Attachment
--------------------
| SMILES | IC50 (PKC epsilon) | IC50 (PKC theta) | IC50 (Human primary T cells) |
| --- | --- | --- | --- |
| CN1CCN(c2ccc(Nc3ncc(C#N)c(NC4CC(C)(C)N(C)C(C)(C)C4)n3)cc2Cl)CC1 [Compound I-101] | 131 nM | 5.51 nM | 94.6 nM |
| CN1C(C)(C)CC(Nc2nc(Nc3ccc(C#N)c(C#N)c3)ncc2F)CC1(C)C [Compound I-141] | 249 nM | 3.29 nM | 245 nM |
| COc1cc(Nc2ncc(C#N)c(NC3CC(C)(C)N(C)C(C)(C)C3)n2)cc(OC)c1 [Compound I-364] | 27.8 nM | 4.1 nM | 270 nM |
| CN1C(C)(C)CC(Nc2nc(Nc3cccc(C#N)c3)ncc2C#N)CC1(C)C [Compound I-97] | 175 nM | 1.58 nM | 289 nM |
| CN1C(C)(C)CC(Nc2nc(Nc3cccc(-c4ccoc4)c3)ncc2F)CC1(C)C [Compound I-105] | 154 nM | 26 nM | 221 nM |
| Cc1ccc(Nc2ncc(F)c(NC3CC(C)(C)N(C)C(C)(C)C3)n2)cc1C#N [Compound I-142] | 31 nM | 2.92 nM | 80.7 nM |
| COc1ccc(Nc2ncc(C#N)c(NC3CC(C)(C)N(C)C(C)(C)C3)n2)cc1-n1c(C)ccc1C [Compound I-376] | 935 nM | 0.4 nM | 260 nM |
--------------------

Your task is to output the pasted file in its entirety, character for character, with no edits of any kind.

| SMILES | IC50 (PKC epsilon) | IC50 (PKC theta) | IC50 (Human primary T cells) |
| --- | --- | --- | --- |
| CN1CCN(c2ccc(Nc3ncc(C#N)c(NC4CC(C)(C)N(C)C(C)(C)C4)n3)cc2Cl)CC1 [Compound I-101] | 131 nM | 5.51 nM | 94.6 nM |
| CN1C(C)(C)CC(Nc2nc(Nc3ccc(C#N)c(C#N)c3)ncc2F)CC1(C)C [Compound I-141] | 249 nM | 3.29 nM | 245 nM |
| COc1cc(Nc2ncc(C#N)c(NC3CC(C)(C)N(C)C(C)(C)C3)n2)cc(OC)c1 [Compound I-364] | 27.8 nM | 4.1 nM | 270 nM |
| CN1C(C)(C)CC(Nc2nc(Nc3cccc(C#N)c3)ncc2C#N)CC1(C)C [Compound I-97] | 175 nM | 1.58 nM | 289 nM |
| CN1C(C)(C)CC(Nc2nc(Nc3cccc(-c4ccoc4)c3)ncc2F)CC1(C)C [Compound I-105] | 154 nM | 26 nM | 221 nM |
| Cc1ccc(Nc2ncc(F)c(NC3CC(C)(C)N(C)C(C)(C)C3)n2)cc1C#N [Compound I-142] | 31 nM | 2.92 nM | 80.7 nM |
| COc1ccc(Nc2ncc(C#N)c(NC3CC(C)(C)N(C)C(C)(C)C3)n2)cc1-n1c(C)ccc1C [Compound I-376] | 935 nM | 0.4 nM | 260 nM |